EU supports funding of embryonic stem-cell research
Ministers from European Union member states have agreed to continue funding research on embryonic stem cells. Some countries oppose the research, but scientists say the cells are the key to treating diseases such as Alzheimer's and Parkinson's. Last week US President George W Bush used his veto for the first time to limit federal funding for the research. The EU ministers agreed not to fund activities that destroyed human embryos but said other research could continue. We clarified what actually we do and we committed ourselves to continue in that direction also in the future. Potocnik said, the EU would not finance the "procurement" of embryonic stem cells - a process which results in the death of the embryo - but it would finance the "subsequent steps" to make use of the cells. Stem cells are able to turn themselves into any other type of cell in the body, and it is hoped therefore that they can be used to repair parts of the body or develop new drugs.
The Bush administration has limited U.S. government funding of stem-cell research to cell lines - cell cultures that can be grown indefinitely in the laboratory - that already exist. The EU says there are not enough existing lines available for the research. The commission will decide on individual stem-cell projects in cooperation with national officials, as is the existing practice. The EU resumed human embryonic stem-cell research in 2004 following a temporary ban in late 2002 prompted by ethical concerns in some of the bloc's countries. The cells are removed from human embryos left over from fertility treatment and earmarked for disposal. Five countries voted against the decision - Austria, Lithuania, Malta, Poland and Slovakia. To ease the persistent worries of countries including Germany and Italy, the commission today pledged to continue preventing EU funds from being used for the process of destroying human embryos. Germany, Italy and Slovenia were won over by the decision not to fund activities causing the destruction of embryos. "We must conserve human life from its conception. We want no financial incentives to kill embryos," German Research Minister Annette Schavan had told fellow ministers earlier in the day.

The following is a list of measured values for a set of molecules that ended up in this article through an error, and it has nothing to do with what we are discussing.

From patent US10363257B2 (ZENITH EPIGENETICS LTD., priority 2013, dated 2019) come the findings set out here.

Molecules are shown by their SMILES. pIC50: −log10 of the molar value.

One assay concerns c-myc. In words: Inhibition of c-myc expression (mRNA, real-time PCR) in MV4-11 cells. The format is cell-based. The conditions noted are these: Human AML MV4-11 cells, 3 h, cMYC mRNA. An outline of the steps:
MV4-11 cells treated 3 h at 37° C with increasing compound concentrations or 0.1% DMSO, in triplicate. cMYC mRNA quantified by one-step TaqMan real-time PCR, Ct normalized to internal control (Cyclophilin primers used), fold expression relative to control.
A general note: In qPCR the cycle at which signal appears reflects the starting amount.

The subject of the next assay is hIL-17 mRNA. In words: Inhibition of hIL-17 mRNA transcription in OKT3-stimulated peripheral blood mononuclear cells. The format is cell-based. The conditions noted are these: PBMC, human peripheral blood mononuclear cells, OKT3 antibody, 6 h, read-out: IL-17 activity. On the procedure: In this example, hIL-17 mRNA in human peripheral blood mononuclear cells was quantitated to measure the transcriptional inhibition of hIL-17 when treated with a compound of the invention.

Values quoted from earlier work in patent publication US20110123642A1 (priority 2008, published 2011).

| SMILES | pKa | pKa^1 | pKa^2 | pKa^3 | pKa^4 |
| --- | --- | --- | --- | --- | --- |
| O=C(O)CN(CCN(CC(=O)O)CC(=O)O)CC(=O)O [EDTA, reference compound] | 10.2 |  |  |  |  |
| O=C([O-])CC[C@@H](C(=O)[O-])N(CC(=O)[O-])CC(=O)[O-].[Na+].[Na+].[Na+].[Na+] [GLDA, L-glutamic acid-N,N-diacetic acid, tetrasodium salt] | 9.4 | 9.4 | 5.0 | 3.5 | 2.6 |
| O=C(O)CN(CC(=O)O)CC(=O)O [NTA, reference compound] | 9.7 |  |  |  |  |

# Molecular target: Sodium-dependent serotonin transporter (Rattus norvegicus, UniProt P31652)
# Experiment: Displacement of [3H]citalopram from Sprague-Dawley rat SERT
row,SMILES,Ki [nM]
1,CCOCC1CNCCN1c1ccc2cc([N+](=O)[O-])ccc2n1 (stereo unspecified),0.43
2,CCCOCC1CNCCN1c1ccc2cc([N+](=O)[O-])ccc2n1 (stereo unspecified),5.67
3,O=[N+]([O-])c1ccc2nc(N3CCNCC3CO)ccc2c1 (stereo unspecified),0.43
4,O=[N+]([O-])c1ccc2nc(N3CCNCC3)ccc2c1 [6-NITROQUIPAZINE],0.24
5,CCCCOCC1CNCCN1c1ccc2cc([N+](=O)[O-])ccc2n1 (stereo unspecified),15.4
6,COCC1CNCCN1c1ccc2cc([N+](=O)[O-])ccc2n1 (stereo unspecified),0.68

Together the eight countries could have blocked adoption of the EU's € 54billion (£37billion) research budget for 2007-13, of which stem cell research forms a very small part. „We aren't financing the procurement” of embryos, Potocnik said. „We are financing the use.” German Education and Research Minister Annette Schavan highlighted the political sensitivity of the issue, saying „there should be no financial incentives for the killing of embryos.” A spokeswoman for Europabio, which represents European biotech companies, said the industry was happy with the outcome. Roman Catholic teaching influences some of the countries, which oppose stem cell research. In Germany, memories are colored by Nazi experiments during World War II.
If the EU bans funding for stem cell research, scientists will only seek funding from elsewhere. UK Belgium, Spain, Sweden and the UK are among the most enthusiastic backers in Europe of stem cell research. In practice, most European stem cell research is funded at national, rather than European level, and uses adult rather than embryonic stem cells. "Really nothing has changed," said Irish Enterprise Minister Micheal Martin. Portuguese Minister Jose Mariano Gago said: "We must avoid a situation where our scientists emigrate to other countries." The European Parliament must agree to the ministers' compromise, but Mr Potocnik said he thought it would not be a problem. (Bloomberg, BBC News)
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